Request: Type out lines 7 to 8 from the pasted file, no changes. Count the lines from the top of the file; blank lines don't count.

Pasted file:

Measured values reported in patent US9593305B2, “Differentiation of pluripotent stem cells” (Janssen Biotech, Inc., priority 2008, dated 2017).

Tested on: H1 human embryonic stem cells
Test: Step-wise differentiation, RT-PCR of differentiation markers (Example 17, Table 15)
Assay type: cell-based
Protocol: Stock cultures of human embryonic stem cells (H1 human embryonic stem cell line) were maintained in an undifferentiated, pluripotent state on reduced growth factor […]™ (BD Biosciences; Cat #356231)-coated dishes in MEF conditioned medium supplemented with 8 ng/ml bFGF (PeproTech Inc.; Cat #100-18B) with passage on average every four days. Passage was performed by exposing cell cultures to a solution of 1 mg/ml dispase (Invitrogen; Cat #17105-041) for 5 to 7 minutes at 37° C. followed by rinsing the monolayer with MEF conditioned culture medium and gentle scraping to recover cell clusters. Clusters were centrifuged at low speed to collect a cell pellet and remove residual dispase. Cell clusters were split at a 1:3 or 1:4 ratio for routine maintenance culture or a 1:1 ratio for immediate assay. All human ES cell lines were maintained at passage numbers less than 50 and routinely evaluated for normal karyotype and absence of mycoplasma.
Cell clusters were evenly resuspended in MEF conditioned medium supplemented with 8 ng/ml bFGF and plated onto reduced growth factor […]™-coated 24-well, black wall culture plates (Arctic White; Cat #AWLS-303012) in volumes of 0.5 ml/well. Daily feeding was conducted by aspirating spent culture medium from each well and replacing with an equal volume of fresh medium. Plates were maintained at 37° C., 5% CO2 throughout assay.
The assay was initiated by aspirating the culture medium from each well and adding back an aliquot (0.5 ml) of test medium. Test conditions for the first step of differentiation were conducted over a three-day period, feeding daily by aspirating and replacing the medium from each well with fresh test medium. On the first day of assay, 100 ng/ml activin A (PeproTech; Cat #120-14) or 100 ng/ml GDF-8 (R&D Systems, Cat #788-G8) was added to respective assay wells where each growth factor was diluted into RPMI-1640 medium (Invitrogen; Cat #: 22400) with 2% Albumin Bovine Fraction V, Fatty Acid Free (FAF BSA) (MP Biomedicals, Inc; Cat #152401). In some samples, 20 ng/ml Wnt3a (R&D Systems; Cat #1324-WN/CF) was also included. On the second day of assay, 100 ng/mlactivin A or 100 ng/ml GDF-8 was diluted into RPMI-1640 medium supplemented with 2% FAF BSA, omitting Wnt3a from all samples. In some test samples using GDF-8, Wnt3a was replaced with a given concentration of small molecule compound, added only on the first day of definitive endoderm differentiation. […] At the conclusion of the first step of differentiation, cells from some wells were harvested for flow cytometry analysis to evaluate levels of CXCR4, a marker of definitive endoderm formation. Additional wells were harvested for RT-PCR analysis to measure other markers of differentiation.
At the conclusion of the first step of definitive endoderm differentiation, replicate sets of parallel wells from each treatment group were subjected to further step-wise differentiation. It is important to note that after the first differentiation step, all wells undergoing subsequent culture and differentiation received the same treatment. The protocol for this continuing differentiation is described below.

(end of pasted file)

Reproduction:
The assay was initiated by aspirating the culture medium from each well and adding back an aliquot (0.5 ml) of test medium. Test conditions for the first step of differentiation were conducted over a three-day period, feeding daily by aspirating and replacing the medium from each well with fresh test medium. On the first day of assay, 100 ng/ml activin A (PeproTech; Cat #120-14) or 100 ng/ml GDF-8 (R&D Systems, Cat #788-G8) was added to respective assay wells where each growth factor was diluted into RPMI-1640 medium (Invitrogen; Cat #: 22400) with 2% Albumin Bovine Fraction V, Fatty Acid Free (FAF BSA) (MP Biomedicals, Inc; Cat #152401). In some samples, 20 ng/ml Wnt3a (R&D Systems; Cat #1324-WN/CF) was also included. On the second day of assay, 100 ng/mlactivin A or 100 ng/ml GDF-8 was diluted into RPMI-1640 medium supplemented with 2% FAF BSA, omitting Wnt3a from all samples. In some test samples using GDF-8, Wnt3a was replaced with a given concentration of small molecule compound, added only on the first day of definitive endoderm differentiation. […] At the conclusion of the first step of differentiation, cells from some wells were harvested for flow cytometry analysis to evaluate levels of CXCR4, a marker of definitive endoderm formation. Additional wells were harvested for RT-PCR analysis to measure other markers of differentiation.
At the conclusion of the first step of definitive endoderm differentiation, replicate sets of parallel wells from each treatment group were subjected to further step-wise differentiation. It is important to note that after the first differentiation step, all wells undergoing subsequent culture and differentiation received the same treatment. The protocol for this continuing differentiation is described below.